OAKLAND (KPIX 5) — The Oakland Unified School District said 20 principals have quit over the summer, higher than the 10 to 12 that have left in recent years, according to district spokesperson John Sasaki.
“Is this a little bit more than normal? Yes, it’s a little higher than at least in the few years that I’ve been here. But we always have some turnover in principals,” said Sasaki.READ MORE: UPDATE: Police Arrest Suspect After Knife-Wielding Man Flees 2-Alarm Apartment Fire In San Francisco Castro District
It was a particularly tumultuous year for the OUSD. The teacher’s strike shut down the district for seven days, the school board agreed to a $20 million dollar budget cut and an Alameda County Civil Grand Jury report found the district “thrives on dysfunction.”
Leroy Gaines, the former principal at Acorn Woodland Elementary, said he had no regrets over his decision to leave. Gaines was also an executive principal who oversaw training for principals, and sat on the board of the union that represents OUSD principals.
“Just being in those spaces gave me a clear understanding of the sort of turmoil that not only Oakland, but the state is in, in terms of funding and our finances, and our ability to keep those in line and stay in the black,” said Gaines.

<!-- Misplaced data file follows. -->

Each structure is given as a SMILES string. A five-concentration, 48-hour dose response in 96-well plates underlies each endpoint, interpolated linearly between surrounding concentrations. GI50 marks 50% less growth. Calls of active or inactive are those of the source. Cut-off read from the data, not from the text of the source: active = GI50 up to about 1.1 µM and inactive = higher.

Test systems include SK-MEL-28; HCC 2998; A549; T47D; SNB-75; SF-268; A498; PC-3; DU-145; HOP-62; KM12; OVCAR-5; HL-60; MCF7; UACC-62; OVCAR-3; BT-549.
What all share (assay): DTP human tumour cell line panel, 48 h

Gaines is now the executive director of the Bay Area branch of New Leaders, a professional development training program for new principals. He said principals were squeezed in the conflict in between the teachers union and district, all while trying to keep the school operations running normally.READ MORE: Third Stimulus Check: Will Your Next Relief Payment Be $1,400?
“It’s very taxing. Like, having to bear that weight and being able to sit in the position of leading the people. Leading your teachers, parents and families at the site level. So that was tough,” said Gaines.
Keith Brown is the president of the Oakland Education Association, the union that represents Oakland’s teachers. He said the same pressures that are forcing teachers out of Oakland — including lower wages and a high cost of living — are affecting principals as well. And the strike helped to bring those issues to light.
“The strike is a step in the direction to improve our schools. So it’s not to blame for principals leaving. It highlights some of the symptoms, the problems that have existed in the Oakland Unified School District that we seriously need to change right now,” said Brown.
OUSD spokesperson Sasaki admitted that he labor dispute of the last school year might have led to some departures, but said he hadn’t heard anyone specifically say that.
“Are there some that could’ve been impacted and decided to do something else because of the stress of the past school year? Possibly. That’s entirely possible. But I have not heard that,” said Sasaki.MORE NEWS: Vaccination Site Near Golden Gate Fields Open Friday After Closure Due to Protest
“I think a big piece of the puzzle is going to be how is the district finding resources, and doing the fundraising and grant writing, to build the support, and work in a way that they’re giving the principals training and the skill sets to get that work done at their schools,” said Gaines.